and participants. When asked for feedback on a short survey, participants in workshops and trainings were positive and confirmed the potential impact of the SfA resources. Of the 187 surveys collected in the project’s final year, ninety percent of participants agreed that doing an SfA activity gave them more confidence to speak about the topic; sixty percent (n=183) felt confident in understanding the issue after the activity compared with twenty-eight percent before (Connors et al. 2013).
Organizers persuaded STEM educators that activity names and goals had to have a mission-based, campaign-focused objective. SfA’s educators worked to convince organizers that examining and incorporating data could strengthen the points that organizers were hoping to make through stories. In fact sheets, testimony, press releases, and in-person conversations, community members needed to weave numbers and stories into their communications. A community organizer commented on her transformation: “I tended to gloss over these issues before because they overwhelmed community members. Now I have a set of tools to address sorting out numbers, messaging, figuring out how to make sense of data and communicate risk.”
Collaboration resulted in more conscious, intentional use of data during meetings, leading community members to listen for sound bites they would use in communicating with others on environmental topics. The project’s external evaluators found that adding facilitating science and math learning to their repertoire of assistance to community groups was doable but not trivial for organizers. See Arbor Consulting Partners Evaluation of Statistics for Action Final Report (Connors et al. 2013) for more detail. There is much work to be done to understand who gets up to speed and how. We concur with Lemke et al. (2015), who call for assessment strategies that could capture know-how and know-who as well as know-that. Assessment should examine evidence that knowledge is being used and that this use persists, grows, and cumulates over relatively long periods.
Working alongside environmental organizations can have a huge payoff for STEM educators interested in reaching underserved audiences, including rural and inner city residents with limited formal education. Though community members may expect that educators will do all the math and understanding for them, the opportunities for collaborative teaching and learning are authentic, as all group members have relevant experience or knowledge to contribute, even though most do not have technical expertise or formal education in environmental science.
SfA was founded on the premise that all group members can contribute to the scientific and mathematical aspects of the work involved in environmental organizing. From its inception, the project has sought ways to expand the number of individuals investigating the math and science from one or two to the wider group. Smart Moves were a tangible signal that everyone could step onto the playing field. Our experience is that certain practices and approaches are a useful starting point for collaborations centered on environmental campaigns. SfA activities and resources are free and online (sfa.terc.edu), available to support environmental organizers who want to facilitate math and science understanding. The materials are relevant for educators and others interested in using environmental data sets in the classroom. Each activity includes a facilitators’ sheet with information like the skills addressed, suggestions for launching and debriefing the activity, and hints for preparation, as well as the most salient Smart Moves.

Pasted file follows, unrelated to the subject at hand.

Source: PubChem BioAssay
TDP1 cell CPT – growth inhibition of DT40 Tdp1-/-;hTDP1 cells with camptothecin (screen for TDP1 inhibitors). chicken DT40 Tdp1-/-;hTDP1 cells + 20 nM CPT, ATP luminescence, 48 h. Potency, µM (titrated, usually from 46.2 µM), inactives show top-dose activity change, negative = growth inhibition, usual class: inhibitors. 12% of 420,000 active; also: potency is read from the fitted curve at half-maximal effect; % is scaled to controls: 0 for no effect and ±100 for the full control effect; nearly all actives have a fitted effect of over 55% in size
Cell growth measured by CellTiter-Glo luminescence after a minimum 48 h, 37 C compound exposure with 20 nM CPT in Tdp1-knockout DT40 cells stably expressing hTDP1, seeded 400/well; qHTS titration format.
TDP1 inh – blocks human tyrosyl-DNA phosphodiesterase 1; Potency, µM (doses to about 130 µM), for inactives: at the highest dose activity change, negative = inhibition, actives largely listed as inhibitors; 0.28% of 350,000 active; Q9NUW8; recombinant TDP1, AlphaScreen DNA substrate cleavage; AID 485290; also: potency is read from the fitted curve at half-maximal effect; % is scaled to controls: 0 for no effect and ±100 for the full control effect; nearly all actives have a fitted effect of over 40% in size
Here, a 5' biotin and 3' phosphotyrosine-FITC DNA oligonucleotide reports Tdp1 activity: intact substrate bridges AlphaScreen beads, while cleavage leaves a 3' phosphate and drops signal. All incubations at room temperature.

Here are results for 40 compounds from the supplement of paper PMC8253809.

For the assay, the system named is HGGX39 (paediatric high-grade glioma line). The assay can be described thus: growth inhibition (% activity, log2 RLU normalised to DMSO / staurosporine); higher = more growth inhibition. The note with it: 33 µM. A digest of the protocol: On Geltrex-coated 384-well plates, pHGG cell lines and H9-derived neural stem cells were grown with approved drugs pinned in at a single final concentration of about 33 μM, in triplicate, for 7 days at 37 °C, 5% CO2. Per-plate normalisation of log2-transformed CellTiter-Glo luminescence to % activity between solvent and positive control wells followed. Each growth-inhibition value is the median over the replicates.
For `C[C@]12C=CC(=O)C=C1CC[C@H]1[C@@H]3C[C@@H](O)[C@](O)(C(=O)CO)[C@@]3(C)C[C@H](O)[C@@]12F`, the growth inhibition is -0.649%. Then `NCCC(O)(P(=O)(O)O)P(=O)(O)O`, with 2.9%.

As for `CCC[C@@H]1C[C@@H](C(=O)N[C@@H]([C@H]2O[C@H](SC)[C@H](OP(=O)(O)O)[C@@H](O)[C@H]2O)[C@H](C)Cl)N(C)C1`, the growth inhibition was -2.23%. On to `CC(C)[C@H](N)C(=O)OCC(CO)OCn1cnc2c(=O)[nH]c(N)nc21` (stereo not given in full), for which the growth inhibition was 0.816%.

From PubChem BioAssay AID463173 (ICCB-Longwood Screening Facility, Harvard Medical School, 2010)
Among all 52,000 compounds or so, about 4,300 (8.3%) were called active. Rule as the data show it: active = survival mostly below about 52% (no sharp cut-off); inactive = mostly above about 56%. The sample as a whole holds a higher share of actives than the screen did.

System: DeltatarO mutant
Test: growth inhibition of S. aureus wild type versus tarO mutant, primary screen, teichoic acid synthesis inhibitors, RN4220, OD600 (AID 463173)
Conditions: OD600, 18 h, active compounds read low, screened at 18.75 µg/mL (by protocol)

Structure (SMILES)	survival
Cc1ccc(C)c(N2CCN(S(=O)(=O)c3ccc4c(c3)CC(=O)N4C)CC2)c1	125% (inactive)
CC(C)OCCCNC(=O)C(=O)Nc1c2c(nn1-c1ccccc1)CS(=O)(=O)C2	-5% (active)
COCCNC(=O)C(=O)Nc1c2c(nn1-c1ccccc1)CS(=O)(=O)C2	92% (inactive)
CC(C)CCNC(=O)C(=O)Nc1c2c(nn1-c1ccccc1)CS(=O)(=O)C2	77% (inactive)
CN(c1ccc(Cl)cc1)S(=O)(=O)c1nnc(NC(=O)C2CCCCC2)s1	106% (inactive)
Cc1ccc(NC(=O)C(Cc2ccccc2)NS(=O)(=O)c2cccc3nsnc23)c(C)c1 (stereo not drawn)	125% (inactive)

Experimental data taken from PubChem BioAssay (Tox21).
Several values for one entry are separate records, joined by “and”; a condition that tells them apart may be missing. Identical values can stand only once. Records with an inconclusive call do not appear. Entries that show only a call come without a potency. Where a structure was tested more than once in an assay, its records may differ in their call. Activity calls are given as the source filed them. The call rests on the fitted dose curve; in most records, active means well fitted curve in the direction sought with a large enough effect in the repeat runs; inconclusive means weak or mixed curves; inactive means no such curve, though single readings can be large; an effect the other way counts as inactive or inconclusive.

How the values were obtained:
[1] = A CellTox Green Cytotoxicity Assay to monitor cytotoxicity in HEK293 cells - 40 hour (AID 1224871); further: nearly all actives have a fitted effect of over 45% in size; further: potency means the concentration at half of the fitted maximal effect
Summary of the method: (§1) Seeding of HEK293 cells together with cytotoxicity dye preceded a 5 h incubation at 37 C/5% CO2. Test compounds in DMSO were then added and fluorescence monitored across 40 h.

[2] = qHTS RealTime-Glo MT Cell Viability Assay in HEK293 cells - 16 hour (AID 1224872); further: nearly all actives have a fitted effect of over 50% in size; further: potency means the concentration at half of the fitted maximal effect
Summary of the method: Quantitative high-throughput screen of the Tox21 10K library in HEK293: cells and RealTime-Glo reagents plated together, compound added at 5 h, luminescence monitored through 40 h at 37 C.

Organizers’ role in this transformative work is critical. We leave the last word to an organizer who benefitted from approaches generated by the SfA collaboration of organizers and STEM educators.
My general orientation before this project was that those sorts of fact and figures–we don’t really want to tell those in our story, people don’t understand them, we don’t have the tools to understand them….
I’ve had a small but fundamental shift in my orientation in thinking about and telling the stories of the campaign that we’re working on…. I think that in general, figuring out how to describe problems and solutions when it comes to pollution and environmental health using numbers and coming up with powerful messages and powerful details to help flesh out the story is helpful for campaigns (Connors et al. 2013).
About the Authors
Martha Merson led the Statistics for Action project at TERC, a not-for-profit STEM learning and teaching research organization. She is a long-time adult numeracy educator, co-author of the Extending Mathematical Power (EMPower) curriculum series for adult learners. She has worked both with environmental organizers and adult educators to equalize access to scientific information and math learning.
Selene Gonzalez-Carrillo worked as the Open Space Coordinator for Little Village Environmental Justice Organization before taking on the role of Outreach Consultant for Statistics for Action. She is currently pursuing her master’s degree in Environmental Education at the University of Guadalajara, Mexico.
Ethan Contini-Field was a research associate and curriculum designer for the Statistics for Action project at TERC from 1998–2013. He designed and field-tested activities and edited print resources for the project. He now works as an Online Course Developer for the Harvard University Division of Continuing Education.
Meredith Small was Executive Director of Toxics Action Center between 2009 and 2012, when she joined with Statistics for Action as a lead partner. Meredith spent over a decade as a environmental and political organizer before attending Harvard Law School, where she is currently pursuing her J.D.